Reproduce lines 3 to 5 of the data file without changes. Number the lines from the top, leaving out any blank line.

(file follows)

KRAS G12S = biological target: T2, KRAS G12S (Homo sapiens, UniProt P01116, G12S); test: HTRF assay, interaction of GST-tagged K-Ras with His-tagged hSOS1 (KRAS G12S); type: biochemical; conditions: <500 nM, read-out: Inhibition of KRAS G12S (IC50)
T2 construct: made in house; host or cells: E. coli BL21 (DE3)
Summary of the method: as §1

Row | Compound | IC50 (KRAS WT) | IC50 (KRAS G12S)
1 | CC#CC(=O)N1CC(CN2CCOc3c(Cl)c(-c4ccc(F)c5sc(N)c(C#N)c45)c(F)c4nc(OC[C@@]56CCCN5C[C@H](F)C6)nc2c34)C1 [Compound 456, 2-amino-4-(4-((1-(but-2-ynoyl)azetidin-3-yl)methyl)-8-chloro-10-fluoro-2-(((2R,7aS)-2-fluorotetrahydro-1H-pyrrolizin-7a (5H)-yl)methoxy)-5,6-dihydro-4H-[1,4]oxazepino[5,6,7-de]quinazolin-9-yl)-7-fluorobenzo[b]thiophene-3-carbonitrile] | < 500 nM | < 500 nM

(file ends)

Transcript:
Summary of the method: as §1

Row | Compound | IC50 (KRAS WT) | IC50 (KRAS G12S)
1 | CC#CC(=O)N1CC(CN2CCOc3c(Cl)c(-c4ccc(F)c5sc(N)c(C#N)c45)c(F)c4nc(OC[C@@]56CCCN5C[C@H](F)C6)nc2c34)C1 [Compound 456, 2-amino-4-(4-((1-(but-2-ynoyl)azetidin-3-yl)methyl)-8-chloro-10-fluoro-2-(((2R,7aS)-2-fluorotetrahydro-1H-pyrrolizin-7a (5H)-yl)methoxy)-5,6-dihydro-4H-[1,4]oxazepino[5,6,7-de]quinazolin-9-yl)-7-fluorobenzo[b]thiophene-3-carbonitrile] | < 500 nM | < 500 nM